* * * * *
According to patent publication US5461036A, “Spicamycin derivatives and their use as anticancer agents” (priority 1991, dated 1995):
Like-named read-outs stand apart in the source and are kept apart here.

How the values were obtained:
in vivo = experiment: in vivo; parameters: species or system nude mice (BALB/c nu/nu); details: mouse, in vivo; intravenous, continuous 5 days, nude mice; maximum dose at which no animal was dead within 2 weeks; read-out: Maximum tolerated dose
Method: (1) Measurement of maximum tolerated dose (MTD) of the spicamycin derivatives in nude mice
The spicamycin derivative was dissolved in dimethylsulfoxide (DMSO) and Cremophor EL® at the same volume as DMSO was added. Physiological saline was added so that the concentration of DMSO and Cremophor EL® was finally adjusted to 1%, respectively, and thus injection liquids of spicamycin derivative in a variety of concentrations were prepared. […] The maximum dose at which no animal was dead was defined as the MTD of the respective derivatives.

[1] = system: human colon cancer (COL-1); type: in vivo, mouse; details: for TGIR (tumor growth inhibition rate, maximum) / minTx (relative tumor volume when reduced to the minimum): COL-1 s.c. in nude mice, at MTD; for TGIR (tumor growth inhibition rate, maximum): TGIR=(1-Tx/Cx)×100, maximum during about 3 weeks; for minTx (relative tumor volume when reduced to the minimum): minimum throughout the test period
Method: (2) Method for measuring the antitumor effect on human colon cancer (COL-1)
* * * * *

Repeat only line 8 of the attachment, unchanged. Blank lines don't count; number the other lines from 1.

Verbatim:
Method: (2) Method for measuring the antitumor effect on human colon cancer (COL-1)